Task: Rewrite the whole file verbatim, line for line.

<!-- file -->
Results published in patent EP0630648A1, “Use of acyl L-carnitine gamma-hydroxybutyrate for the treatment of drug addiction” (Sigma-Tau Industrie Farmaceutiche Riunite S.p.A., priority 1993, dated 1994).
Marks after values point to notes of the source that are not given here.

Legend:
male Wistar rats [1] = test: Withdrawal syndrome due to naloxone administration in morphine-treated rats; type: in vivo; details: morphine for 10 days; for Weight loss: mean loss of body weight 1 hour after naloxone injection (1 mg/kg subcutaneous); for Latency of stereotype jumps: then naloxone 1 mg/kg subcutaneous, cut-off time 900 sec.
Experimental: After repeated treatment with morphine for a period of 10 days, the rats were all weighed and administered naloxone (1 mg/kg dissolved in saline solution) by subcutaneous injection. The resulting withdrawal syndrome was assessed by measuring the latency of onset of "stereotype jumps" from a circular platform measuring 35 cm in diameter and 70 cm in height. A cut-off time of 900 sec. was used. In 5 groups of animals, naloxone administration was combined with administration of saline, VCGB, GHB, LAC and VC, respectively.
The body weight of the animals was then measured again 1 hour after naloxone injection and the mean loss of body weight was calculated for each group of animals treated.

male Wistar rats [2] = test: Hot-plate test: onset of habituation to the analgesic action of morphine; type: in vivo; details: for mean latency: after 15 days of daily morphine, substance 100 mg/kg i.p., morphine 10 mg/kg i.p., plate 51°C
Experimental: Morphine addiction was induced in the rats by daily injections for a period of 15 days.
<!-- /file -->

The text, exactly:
Results published in patent EP0630648A1, “Use of acyl L-carnitine gamma-hydroxybutyrate for the treatment of drug addiction” (Sigma-Tau Industrie Farmaceutiche Riunite S.p.A., priority 1993, dated 1994).
Marks after values point to notes of the source that are not given here.

Legend:
male Wistar rats [1] = test: Withdrawal syndrome due to naloxone administration in morphine-treated rats; type: in vivo; details: morphine for 10 days; for Weight loss: mean loss of body weight 1 hour after naloxone injection (1 mg/kg subcutaneous); for Latency of stereotype jumps: then naloxone 1 mg/kg subcutaneous, cut-off time 900 sec.
Experimental: After repeated treatment with morphine for a period of 10 days, the rats were all weighed and administered naloxone (1 mg/kg dissolved in saline solution) by subcutaneous injection. The resulting withdrawal syndrome was assessed by measuring the latency of onset of "stereotype jumps" from a circular platform measuring 35 cm in diameter and 70 cm in height. A cut-off time of 900 sec. was used. In 5 groups of animals, naloxone administration was combined with administration of saline, VCGB, GHB, LAC and VC, respectively.
The body weight of the animals was then measured again 1 hour after naloxone injection and the mean loss of body weight was calculated for each group of animals treated.

male Wistar rats [2] = test: Hot-plate test: onset of habituation to the analgesic action of morphine; type: in vivo; details: for mean latency: after 15 days of daily morphine, substance 100 mg/kg i.p., morphine 10 mg/kg i.p., plate 51°C
Experimental: Morphine addiction was induced in the rats by daily injections for a period of 15 days.